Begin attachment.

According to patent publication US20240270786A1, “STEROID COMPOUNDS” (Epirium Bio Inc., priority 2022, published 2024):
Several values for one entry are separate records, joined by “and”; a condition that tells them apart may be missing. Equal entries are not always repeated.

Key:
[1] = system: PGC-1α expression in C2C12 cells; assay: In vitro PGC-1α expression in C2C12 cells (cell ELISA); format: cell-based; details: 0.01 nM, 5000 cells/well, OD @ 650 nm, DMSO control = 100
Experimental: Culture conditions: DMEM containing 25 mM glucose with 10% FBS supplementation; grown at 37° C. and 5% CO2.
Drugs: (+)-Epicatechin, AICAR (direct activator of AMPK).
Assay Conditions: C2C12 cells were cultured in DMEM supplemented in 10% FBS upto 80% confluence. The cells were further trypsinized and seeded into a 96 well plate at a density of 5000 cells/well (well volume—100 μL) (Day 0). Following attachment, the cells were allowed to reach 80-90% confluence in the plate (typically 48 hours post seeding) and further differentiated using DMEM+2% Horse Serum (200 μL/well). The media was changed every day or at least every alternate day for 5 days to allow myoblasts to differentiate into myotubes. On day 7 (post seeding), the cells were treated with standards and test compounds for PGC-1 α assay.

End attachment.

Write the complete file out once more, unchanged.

According to patent publication US20240270786A1, “STEROID COMPOUNDS” (Epirium Bio Inc., priority 2022, published 2024):
Several values for one entry are separate records, joined by “and”; a condition that tells them apart may be missing. Equal entries are not always repeated.

Key:
[1] = system: PGC-1α expression in C2C12 cells; assay: In vitro PGC-1α expression in C2C12 cells (cell ELISA); format: cell-based; details: 0.01 nM, 5000 cells/well, OD @ 650 nm, DMSO control = 100
Experimental: Culture conditions: DMEM containing 25 mM glucose with 10% FBS supplementation; grown at 37° C. and 5% CO2.
Drugs: (+)-Epicatechin, AICAR (direct activator of AMPK).
Assay Conditions: C2C12 cells were cultured in DMEM supplemented in 10% FBS upto 80% confluence. The cells were further trypsinized and seeded into a 96 well plate at a density of 5000 cells/well (well volume—100 μL) (Day 0). Following attachment, the cells were allowed to reach 80-90% confluence in the plate (typically 48 hours post seeding) and further differentiated using DMEM+2% Horse Serum (200 μL/well). The media was changed every day or at least every alternate day for 5 days to allow myoblasts to differentiate into myotubes. On day 7 (post seeding), the cells were treated with standards and test compounds for PGC-1 α assay.